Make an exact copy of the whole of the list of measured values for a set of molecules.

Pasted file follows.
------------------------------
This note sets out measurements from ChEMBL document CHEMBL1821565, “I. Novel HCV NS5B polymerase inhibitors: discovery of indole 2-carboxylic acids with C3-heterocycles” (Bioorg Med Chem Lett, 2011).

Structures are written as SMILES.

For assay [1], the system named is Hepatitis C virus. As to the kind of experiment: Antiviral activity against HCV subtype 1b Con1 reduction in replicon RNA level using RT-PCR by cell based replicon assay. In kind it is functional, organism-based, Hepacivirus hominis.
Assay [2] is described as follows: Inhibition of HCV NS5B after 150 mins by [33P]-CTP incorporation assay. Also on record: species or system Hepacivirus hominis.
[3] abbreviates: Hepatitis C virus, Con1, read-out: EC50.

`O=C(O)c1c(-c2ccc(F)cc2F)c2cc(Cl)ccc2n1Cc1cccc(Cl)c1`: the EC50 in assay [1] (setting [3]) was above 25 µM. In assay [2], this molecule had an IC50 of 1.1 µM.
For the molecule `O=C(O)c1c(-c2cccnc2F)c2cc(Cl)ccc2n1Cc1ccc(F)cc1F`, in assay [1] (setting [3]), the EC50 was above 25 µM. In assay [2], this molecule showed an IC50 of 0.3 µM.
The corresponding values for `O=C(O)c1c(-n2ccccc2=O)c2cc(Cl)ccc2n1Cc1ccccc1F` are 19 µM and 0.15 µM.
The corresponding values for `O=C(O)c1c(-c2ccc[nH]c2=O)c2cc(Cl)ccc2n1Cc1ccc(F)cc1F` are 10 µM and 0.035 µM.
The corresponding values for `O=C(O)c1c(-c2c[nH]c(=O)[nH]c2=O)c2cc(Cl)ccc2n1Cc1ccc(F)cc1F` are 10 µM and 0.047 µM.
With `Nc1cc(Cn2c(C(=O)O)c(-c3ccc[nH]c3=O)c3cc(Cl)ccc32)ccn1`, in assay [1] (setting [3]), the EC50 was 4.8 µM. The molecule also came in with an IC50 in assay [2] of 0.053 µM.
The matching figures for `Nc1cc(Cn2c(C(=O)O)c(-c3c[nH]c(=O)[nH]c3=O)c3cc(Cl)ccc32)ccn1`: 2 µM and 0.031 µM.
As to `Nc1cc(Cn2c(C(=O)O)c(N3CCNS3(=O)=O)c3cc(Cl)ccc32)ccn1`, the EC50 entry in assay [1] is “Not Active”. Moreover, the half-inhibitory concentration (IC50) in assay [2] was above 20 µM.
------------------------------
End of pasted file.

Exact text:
This note sets out measurements from ChEMBL document CHEMBL1821565, “I. Novel HCV NS5B polymerase inhibitors: discovery of indole 2-carboxylic acids with C3-heterocycles” (Bioorg Med Chem Lett, 2011).

Structures are written as SMILES.

For assay [1], the system named is Hepatitis C virus. As to the kind of experiment: Antiviral activity against HCV subtype 1b Con1 reduction in replicon RNA level using RT-PCR by cell based replicon assay. In kind it is functional, organism-based, Hepacivirus hominis.
Assay [2] is described as follows: Inhibition of HCV NS5B after 150 mins by [33P]-CTP incorporation assay. Also on record: species or system Hepacivirus hominis.
[3] abbreviates: Hepatitis C virus, Con1, read-out: EC50.

`O=C(O)c1c(-c2ccc(F)cc2F)c2cc(Cl)ccc2n1Cc1cccc(Cl)c1`: the EC50 in assay [1] (setting [3]) was above 25 µM. In assay [2], this molecule had an IC50 of 1.1 µM.
For the molecule `O=C(O)c1c(-c2cccnc2F)c2cc(Cl)ccc2n1Cc1ccc(F)cc1F`, in assay [1] (setting [3]), the EC50 was above 25 µM. In assay [2], this molecule showed an IC50 of 0.3 µM.
The corresponding values for `O=C(O)c1c(-n2ccccc2=O)c2cc(Cl)ccc2n1Cc1ccccc1F` are 19 µM and 0.15 µM.
The corresponding values for `O=C(O)c1c(-c2ccc[nH]c2=O)c2cc(Cl)ccc2n1Cc1ccc(F)cc1F` are 10 µM and 0.035 µM.
The corresponding values for `O=C(O)c1c(-c2c[nH]c(=O)[nH]c2=O)c2cc(Cl)ccc2n1Cc1ccc(F)cc1F` are 10 µM and 0.047 µM.
With `Nc1cc(Cn2c(C(=O)O)c(-c3ccc[nH]c3=O)c3cc(Cl)ccc32)ccn1`, in assay [1] (setting [3]), the EC50 was 4.8 µM. The molecule also came in with an IC50 in assay [2] of 0.053 µM.
The matching figures for `Nc1cc(Cn2c(C(=O)O)c(-c3c[nH]c(=O)[nH]c3=O)c3cc(Cl)ccc32)ccn1`: 2 µM and 0.031 µM.
As to `Nc1cc(Cn2c(C(=O)O)c(N3CCNS3(=O)=O)c3cc(Cl)ccc32)ccn1`, the EC50 entry in assay [1] is “Not Active”. Moreover, the half-inhibitory concentration (IC50) in assay [2] was above 20 µM.